Canada’s Sultan of Stone
Looking down between his legs, Greg Foweraker felt dizzy. Sixteen-hundred metres of exposure made his stomach churn. With only his ice tools and crampons, a lapse of concentration would condemn him to the glacier far below.
It was July 1985, cutting-edge climbing pioneers Peter Croft, Don Serl and Foweraker were climbing unroped toward the summit of Mount Waddington: peak one of nine on way to the first traverse of arguably the finest massif in the Coast Range. “This tr ip really opened my eyes to what was possible when you combined clear thinking, lots of effort, technique and fitness,” Foweraker reflected in a recent interview. It was one of his first major alpine outings and it didn’t all go according to plan.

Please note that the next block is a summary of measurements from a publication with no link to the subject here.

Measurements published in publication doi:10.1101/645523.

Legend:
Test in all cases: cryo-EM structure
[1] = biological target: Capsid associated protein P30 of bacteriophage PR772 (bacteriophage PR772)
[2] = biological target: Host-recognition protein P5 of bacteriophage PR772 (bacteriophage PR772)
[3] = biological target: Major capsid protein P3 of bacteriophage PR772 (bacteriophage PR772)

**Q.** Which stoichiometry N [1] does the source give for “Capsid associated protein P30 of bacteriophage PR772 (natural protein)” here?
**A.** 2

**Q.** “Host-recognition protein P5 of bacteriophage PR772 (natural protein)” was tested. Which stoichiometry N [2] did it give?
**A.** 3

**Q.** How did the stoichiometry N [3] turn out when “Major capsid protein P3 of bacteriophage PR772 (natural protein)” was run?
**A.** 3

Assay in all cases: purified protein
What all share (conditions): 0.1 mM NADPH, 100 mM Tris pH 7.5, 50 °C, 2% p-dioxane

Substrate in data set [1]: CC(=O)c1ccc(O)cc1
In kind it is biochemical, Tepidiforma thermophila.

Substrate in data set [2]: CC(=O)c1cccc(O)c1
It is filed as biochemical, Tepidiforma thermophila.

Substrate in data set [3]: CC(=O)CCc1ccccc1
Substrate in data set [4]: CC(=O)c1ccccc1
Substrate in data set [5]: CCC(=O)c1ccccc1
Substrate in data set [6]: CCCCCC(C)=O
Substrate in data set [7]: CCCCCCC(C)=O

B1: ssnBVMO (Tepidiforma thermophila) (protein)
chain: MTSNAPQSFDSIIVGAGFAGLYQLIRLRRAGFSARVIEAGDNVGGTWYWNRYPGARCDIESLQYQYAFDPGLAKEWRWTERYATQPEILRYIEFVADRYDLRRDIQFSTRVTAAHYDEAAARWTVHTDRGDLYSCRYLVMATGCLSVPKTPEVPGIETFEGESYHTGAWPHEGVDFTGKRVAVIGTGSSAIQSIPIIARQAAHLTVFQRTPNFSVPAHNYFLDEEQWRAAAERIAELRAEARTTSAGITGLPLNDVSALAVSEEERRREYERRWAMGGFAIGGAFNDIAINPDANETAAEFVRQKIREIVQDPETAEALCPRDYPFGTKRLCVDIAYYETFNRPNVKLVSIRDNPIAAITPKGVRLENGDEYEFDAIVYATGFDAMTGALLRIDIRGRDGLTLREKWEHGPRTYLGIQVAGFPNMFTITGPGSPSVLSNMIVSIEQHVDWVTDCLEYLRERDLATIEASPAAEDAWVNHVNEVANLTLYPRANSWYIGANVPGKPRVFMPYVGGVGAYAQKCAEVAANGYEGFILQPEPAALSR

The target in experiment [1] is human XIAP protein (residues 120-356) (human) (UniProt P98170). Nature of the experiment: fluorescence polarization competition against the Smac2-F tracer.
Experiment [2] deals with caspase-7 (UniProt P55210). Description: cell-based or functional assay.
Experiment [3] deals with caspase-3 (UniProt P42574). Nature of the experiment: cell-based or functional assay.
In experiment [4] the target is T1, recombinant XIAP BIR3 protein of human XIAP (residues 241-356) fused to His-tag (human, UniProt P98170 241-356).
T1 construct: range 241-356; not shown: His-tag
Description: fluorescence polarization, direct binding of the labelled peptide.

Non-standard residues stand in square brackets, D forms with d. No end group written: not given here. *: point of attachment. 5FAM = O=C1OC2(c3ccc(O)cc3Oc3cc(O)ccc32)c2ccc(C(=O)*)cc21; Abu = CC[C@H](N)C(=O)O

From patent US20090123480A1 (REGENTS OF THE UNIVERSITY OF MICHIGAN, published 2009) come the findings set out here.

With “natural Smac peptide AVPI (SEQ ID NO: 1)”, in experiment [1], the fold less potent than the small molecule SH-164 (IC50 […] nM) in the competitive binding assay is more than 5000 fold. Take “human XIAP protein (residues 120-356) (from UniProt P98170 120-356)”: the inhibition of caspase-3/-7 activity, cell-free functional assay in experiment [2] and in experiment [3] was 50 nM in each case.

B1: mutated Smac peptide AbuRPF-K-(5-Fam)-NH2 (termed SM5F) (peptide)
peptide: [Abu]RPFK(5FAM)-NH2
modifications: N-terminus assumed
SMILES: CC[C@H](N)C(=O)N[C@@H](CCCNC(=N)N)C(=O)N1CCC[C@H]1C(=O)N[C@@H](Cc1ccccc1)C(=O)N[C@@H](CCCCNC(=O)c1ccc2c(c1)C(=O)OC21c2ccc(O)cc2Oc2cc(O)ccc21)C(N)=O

As sun dawned on the fourth morning of the climb, the stable weather window seemed to be coming to an end, the stove was malfunctioning, and Foweraker had fallen ill. Stomach retching, they were halfway through the traverse on Tiedemann’s East Ridge. With tremendous exposure either side of them, retreat would be highly problematic. Fully committed, the team pressed on, encounter ing